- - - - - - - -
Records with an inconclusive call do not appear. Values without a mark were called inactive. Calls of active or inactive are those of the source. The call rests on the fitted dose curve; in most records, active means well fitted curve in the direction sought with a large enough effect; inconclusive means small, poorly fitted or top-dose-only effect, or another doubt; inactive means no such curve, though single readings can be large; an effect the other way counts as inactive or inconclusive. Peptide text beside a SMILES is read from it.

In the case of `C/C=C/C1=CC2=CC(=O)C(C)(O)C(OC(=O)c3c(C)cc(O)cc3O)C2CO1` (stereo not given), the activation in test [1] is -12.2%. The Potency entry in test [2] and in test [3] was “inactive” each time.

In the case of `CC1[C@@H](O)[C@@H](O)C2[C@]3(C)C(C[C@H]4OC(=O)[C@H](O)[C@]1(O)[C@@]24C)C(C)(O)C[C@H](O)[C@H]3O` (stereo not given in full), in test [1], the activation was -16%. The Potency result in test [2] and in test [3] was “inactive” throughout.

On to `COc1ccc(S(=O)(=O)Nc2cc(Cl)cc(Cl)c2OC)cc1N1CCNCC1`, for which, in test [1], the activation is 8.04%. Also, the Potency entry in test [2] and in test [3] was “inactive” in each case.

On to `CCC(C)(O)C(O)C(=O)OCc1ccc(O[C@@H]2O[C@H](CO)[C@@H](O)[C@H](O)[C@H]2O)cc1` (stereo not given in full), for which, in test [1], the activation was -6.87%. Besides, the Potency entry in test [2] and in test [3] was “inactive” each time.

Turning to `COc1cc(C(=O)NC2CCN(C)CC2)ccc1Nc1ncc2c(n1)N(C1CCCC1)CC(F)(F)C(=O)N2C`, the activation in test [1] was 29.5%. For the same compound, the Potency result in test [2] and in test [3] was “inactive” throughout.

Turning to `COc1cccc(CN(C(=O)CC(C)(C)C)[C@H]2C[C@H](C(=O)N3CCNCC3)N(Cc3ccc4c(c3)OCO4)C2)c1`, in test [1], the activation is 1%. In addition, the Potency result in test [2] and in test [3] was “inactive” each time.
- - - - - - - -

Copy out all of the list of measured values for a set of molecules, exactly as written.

Records with an inconclusive call do not appear. Values without a mark were called inactive. Calls of active or inactive are those of the source. The call rests on the fitted dose curve; in most records, active means well fitted curve in the direction sought with a large enough effect; inconclusive means small, poorly fitted or top-dose-only effect, or another doubt; inactive means no such curve, though single readings can be large; an effect the other way counts as inactive or inconclusive. Peptide text beside a SMILES is read from it.

In the case of `C/C=C/C1=CC2=CC(=O)C(C)(O)C(OC(=O)c3c(C)cc(O)cc3O)C2CO1` (stereo not given), the activation in test [1] is -12.2%. The Potency entry in test [2] and in test [3] was “inactive” each time.

In the case of `CC1[C@@H](O)[C@@H](O)C2[C@]3(C)C(C[C@H]4OC(=O)[C@H](O)[C@]1(O)[C@@]24C)C(C)(O)C[C@H](O)[C@H]3O` (stereo not given in full), in test [1], the activation was -16%. The Potency result in test [2] and in test [3] was “inactive” throughout.

On to `COc1ccc(S(=O)(=O)Nc2cc(Cl)cc(Cl)c2OC)cc1N1CCNCC1`, for which, in test [1], the activation is 8.04%. Also, the Potency entry in test [2] and in test [3] was “inactive” in each case.

On to `CCC(C)(O)C(O)C(=O)OCc1ccc(O[C@@H]2O[C@H](CO)[C@@H](O)[C@H](O)[C@H]2O)cc1` (stereo not given in full), for which, in test [1], the activation was -6.87%. Besides, the Potency entry in test [2] and in test [3] was “inactive” each time.

Turning to `COc1cc(C(=O)NC2CCN(C)CC2)ccc1Nc1ncc2c(n1)N(C1CCCC1)CC(F)(F)C(=O)N2C`, the activation in test [1] was 29.5%. For the same compound, the Potency result in test [2] and in test [3] was “inactive” throughout.

Turning to `COc1cccc(CN(C(=O)CC(C)(C)C)[C@H]2C[C@H](C(=O)N3CCNCC3)N(Cc3ccc4c(c3)OCO4)C2)c1`, in test [1], the activation is 1%. In addition, the Potency result in test [2] and in test [3] was “inactive” each time.